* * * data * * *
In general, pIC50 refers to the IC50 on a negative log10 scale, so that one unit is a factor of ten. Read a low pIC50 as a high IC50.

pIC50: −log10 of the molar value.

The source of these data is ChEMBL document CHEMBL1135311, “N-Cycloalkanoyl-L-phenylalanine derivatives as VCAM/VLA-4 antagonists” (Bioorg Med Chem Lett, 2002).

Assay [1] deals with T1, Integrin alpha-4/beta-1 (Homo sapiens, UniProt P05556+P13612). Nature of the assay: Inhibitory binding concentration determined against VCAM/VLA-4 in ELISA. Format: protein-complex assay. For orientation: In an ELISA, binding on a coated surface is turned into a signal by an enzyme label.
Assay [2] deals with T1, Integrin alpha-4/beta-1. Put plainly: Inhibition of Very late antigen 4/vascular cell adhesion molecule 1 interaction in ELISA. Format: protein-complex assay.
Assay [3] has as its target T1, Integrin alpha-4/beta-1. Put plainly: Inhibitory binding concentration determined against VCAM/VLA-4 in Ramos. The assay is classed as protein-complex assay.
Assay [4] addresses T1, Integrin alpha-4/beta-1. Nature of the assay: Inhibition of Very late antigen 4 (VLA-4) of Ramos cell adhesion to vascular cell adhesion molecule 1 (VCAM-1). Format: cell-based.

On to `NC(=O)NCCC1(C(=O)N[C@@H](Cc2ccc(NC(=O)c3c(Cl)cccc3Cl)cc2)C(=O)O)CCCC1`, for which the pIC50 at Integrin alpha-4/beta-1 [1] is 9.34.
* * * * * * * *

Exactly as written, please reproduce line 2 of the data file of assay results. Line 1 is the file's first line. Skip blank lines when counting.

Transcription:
pIC50: −log10 of the molar value.